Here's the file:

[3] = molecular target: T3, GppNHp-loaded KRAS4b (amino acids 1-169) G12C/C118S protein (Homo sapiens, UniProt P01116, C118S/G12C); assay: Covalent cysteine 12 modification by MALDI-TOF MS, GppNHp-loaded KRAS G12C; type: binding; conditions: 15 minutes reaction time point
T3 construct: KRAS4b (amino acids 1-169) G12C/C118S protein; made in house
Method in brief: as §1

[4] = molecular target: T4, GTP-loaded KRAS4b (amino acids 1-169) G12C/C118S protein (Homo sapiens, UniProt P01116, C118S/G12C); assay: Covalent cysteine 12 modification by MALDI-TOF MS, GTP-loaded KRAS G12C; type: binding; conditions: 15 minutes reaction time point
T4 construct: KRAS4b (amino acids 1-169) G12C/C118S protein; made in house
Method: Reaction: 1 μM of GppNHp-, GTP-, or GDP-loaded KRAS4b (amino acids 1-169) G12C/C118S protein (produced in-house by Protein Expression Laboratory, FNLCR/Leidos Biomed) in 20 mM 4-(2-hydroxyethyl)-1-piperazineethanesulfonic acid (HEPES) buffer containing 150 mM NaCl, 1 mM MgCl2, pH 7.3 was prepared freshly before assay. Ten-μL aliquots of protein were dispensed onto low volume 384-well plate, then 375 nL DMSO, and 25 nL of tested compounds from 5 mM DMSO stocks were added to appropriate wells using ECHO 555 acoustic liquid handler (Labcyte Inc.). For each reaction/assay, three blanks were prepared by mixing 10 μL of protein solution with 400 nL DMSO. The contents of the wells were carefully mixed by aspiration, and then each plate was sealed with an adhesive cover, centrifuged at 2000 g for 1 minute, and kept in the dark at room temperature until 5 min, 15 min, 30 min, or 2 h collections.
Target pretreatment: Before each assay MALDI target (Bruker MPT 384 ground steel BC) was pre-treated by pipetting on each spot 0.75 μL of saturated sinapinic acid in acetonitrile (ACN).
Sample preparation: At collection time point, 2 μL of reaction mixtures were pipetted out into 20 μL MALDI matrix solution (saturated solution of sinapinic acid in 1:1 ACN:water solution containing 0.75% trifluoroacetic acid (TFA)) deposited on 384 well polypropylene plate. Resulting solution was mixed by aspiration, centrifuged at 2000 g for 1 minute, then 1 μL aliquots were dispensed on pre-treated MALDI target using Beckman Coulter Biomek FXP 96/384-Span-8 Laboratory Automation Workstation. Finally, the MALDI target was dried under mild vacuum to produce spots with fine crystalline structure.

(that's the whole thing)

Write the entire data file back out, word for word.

[3] = molecular target: T3, GppNHp-loaded KRAS4b (amino acids 1-169) G12C/C118S protein (Homo sapiens, UniProt P01116, C118S/G12C); assay: Covalent cysteine 12 modification by MALDI-TOF MS, GppNHp-loaded KRAS G12C; type: binding; conditions: 15 minutes reaction time point
T3 construct: KRAS4b (amino acids 1-169) G12C/C118S protein; made in house
Method in brief: as §1

[4] = molecular target: T4, GTP-loaded KRAS4b (amino acids 1-169) G12C/C118S protein (Homo sapiens, UniProt P01116, C118S/G12C); assay: Covalent cysteine 12 modification by MALDI-TOF MS, GTP-loaded KRAS G12C; type: binding; conditions: 15 minutes reaction time point
T4 construct: KRAS4b (amino acids 1-169) G12C/C118S protein; made in house
Method: Reaction: 1 μM of GppNHp-, GTP-, or GDP-loaded KRAS4b (amino acids 1-169) G12C/C118S protein (produced in-house by Protein Expression Laboratory, FNLCR/Leidos Biomed) in 20 mM 4-(2-hydroxyethyl)-1-piperazineethanesulfonic acid (HEPES) buffer containing 150 mM NaCl, 1 mM MgCl2, pH 7.3 was prepared freshly before assay. Ten-μL aliquots of protein were dispensed onto low volume 384-well plate, then 375 nL DMSO, and 25 nL of tested compounds from 5 mM DMSO stocks were added to appropriate wells using ECHO 555 acoustic liquid handler (Labcyte Inc.). For each reaction/assay, three blanks were prepared by mixing 10 μL of protein solution with 400 nL DMSO. The contents of the wells were carefully mixed by aspiration, and then each plate was sealed with an adhesive cover, centrifuged at 2000 g for 1 minute, and kept in the dark at room temperature until 5 min, 15 min, 30 min, or 2 h collections.
Target pretreatment: Before each assay MALDI target (Bruker MPT 384 ground steel BC) was pre-treated by pipetting on each spot 0.75 μL of saturated sinapinic acid in acetonitrile (ACN).
Sample preparation: At collection time point, 2 μL of reaction mixtures were pipetted out into 20 μL MALDI matrix solution (saturated solution of sinapinic acid in 1:1 ACN:water solution containing 0.75% trifluoroacetic acid (TFA)) deposited on 384 well polypropylene plate. Resulting solution was mixed by aspiration, centrifuged at 2000 g for 1 minute, then 1 μL aliquots were dispensed on pre-treated MALDI target using Beckman Coulter Biomek FXP 96/384-Span-8 Laboratory Automation Workstation. Finally, the MALDI target was dried under mild vacuum to produce spots with fine crystalline structure.